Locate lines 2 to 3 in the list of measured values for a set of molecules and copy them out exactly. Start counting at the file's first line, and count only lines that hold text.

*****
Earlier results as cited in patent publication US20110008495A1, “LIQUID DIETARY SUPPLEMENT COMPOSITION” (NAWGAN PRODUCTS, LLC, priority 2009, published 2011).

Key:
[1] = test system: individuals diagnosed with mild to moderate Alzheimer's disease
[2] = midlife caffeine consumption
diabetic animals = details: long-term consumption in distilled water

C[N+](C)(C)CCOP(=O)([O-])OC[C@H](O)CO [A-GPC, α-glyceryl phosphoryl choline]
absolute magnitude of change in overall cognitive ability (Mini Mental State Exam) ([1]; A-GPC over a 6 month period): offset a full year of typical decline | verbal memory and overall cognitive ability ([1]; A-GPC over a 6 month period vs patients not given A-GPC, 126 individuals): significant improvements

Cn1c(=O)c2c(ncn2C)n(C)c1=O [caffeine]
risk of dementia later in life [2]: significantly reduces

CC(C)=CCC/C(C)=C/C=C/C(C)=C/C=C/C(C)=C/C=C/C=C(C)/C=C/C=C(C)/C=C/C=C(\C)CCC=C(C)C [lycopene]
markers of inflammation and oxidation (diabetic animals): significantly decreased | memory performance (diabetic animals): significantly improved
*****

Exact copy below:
Key:
[1] = test system: individuals diagnosed with mild to moderate Alzheimer's disease